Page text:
Editorial: A decade of MarkLives
by Herman Manson (@marklives) Ten years ago today, MarkLives debuted on the South African web — the continuation of more than a decade’s worth of work in the marketing and advertising trade news world, starting with media.toolbox (the B2B trade newsletter launched in 1998 and covering the then very new world of online content, marketing and advertising) and including a brief sojourn into print (the less said about that, the better) before finally emerging as a brand and news product in its own right.
The world’s been transformed since I coded the very basic first media.toolbox site. From a publishing perspective, our primary delivery vehicle back in those days was email, the plain-text format running counter to the somewhat flashy html mails of the time (an eccentricity that readers found endearing — for the most part). I was a young writer (OK, I was just young, full stop) and had landed my first full-time gig at a print magazine transitioning from covering tech to the “new economy”; not quite 21, I’d made assistant editor, thanks to an ability to translate the techie speak of the day into plain English.
(Sometimes, the deficiencies in our education system have some limited and unexpected upsides. I remember my grade 8 English teacher walking into our class room, fresh from Joburg and newly transplanted into a rural Afrikaans community, and greeting us with a happy “Good morning, class.”
“Môre, juffrou,” we all responded. She picked away a tear but encouraged the (very) few of us fellow readers to expand our scope beyond the Afrikaans section of the school library. A new and very different world opened up in the books I now accessed. But, yes, plain English was ever the best anybody would get from yours truly.)
Appropriate to experiment
Writing about the way business was being changed by a more-connected world, and curious to explore its impact on media and publishing, I was publishing media.toolbox in my spare time. Nobody really knew yet what the web meant for media or how to monetise it, and I felt it appropriate to experiment with the medium I was writing about. The publisher of the above-said print title didn’t quite see it the same way. Instead of quitting the newsletter, I quit the publisher (wasn’t hard at all).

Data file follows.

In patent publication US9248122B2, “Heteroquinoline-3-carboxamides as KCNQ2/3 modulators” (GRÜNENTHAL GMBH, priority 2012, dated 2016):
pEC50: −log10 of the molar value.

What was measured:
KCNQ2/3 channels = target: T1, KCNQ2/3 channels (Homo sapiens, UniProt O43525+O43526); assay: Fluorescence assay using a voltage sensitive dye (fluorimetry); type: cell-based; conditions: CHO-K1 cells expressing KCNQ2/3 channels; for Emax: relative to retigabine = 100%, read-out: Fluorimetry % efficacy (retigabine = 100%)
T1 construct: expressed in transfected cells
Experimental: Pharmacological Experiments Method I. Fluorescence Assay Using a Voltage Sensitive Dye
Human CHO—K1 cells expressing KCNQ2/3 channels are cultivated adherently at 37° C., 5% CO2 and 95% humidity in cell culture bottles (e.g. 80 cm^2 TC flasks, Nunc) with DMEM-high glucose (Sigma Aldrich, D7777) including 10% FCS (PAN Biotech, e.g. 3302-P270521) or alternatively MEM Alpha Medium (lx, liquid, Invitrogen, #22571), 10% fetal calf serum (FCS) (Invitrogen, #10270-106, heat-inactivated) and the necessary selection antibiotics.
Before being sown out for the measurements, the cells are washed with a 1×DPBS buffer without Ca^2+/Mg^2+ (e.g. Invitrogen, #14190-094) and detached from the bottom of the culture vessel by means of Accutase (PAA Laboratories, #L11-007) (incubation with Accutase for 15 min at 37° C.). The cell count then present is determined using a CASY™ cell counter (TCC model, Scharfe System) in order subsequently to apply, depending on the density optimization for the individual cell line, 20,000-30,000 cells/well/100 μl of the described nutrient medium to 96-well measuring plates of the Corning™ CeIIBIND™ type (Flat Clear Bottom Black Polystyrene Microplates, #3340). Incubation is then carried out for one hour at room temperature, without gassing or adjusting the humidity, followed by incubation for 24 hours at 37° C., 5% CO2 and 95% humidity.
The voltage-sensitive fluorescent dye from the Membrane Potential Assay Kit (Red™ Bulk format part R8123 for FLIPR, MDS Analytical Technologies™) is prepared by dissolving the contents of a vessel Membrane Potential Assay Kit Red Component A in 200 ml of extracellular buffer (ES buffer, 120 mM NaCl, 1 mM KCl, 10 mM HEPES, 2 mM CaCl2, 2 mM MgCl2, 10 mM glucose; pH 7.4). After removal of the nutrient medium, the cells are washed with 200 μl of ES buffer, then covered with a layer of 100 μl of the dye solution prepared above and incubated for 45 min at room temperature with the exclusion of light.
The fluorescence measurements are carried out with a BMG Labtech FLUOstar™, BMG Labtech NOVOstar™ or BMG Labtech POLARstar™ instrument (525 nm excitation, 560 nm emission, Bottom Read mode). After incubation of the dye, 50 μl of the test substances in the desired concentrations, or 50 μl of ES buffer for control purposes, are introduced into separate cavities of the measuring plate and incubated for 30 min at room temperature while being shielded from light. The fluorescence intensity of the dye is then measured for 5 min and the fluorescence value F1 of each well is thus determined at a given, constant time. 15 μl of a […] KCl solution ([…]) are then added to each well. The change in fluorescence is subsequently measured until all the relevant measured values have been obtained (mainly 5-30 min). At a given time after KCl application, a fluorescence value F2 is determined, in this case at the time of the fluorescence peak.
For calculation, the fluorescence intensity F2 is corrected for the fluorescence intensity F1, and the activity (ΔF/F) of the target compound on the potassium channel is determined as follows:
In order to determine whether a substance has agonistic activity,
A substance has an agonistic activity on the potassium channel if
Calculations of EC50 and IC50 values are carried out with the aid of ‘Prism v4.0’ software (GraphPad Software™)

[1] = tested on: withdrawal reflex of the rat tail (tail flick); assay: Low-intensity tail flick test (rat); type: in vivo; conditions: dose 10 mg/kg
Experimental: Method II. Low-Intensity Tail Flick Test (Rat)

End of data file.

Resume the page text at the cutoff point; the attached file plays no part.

media.toolbox ran for 10 years, making peanuts, but I loved it. It was fresh and confident and published a broad range of views by people more interesting then than they are now (possibly, that includes me). In 2001, PC Magazine South Africa listed it as one of its Top 100 websites and it was a Highway Africa Award for the Innovative Use of New Media in Africa Finalist in 2003 and 2004. A major booze brand tried to sue us all the way from New York (it involved a story about a cat and dilated pupils, and I had “hurt the feelings of the founders”) but that didn’t get very far. Several high and mighty ad execs lost their cool and screamed threats of lawsuits down the phone line (a tradition that we discouraged but which has continued throughout the existence of both media.toolbox and MarkLives).
Short, educational and rather traumatising
Following media.toolbox would be a short, educational and rather traumatising stint in print media, taking on (the then) flush, established players such as AdVantage magazine, Marketing Mix and The Media. Enter the 2008 global recession, and it all went belly up. After all the stress and turmoil of the previous three years, it was kind of a relief; I decided to crash out of media for a year but realised I needed to keep a toe in the market so I wasn’t completely out of the loop, resulting in the launch of a blog called MarkLives.
“Mark” as a name has obvious links to marketing: making your mark, brand marks, etc. It also puts a human name as the focus for the site’s brand identity, a reminder of the kind of journalism that I want to publish. Business, and media, is all about people, but the business press has turned us into a side issue as it runs after stats and numbers. I publish stories about the people who make up companies and their extended stakeholders — MarkLives is named to reflect that.
I didn’t expect the market to forget who I was quite as quickly as it did (12 months and everybody goes, “Who dis?”), and I didn’t expect those who remembered me to take to calling me Mark (every. damn. time). Both have happened (and the latter continues) but it turns out I’m fine with both of these.
More fiery than expected
Baking granola for Saturday farm markets (remember, launch blog so I can crash out of media) is good for the soul but not for one’s budget. Still, I recommend it for a good old-fashioned timeout. I did this for a year, happily (it was called Happy Granola), until my bank manager started complaining over-loudly. Launching back into the market as a freelancer, with MarkLives serving as an archive for my writing across various titles, including AdVantage and Bizcommunity, proved to be more fiery than expected…
Ogilvy Johannesburg had to give back a CLIO it won for the History Channel campaign after a takedown letter by the History Channel’s parent company to MarkLives, which featured the campaign, revealed that it’d never been approved by client in the first place. Twitter wasn’t troll-central back then; that was reserved for the comments section of websites, as you’ll see in the comment thread on that particular feature. Asking on which side of the scam debate the heavily awarded Trillion Dollar campaign for The Zimbabwean newspaper fell was another interesting debate (Cannes Lions ruled it legit) but awards organisers have taken a rather dim view of me ever since.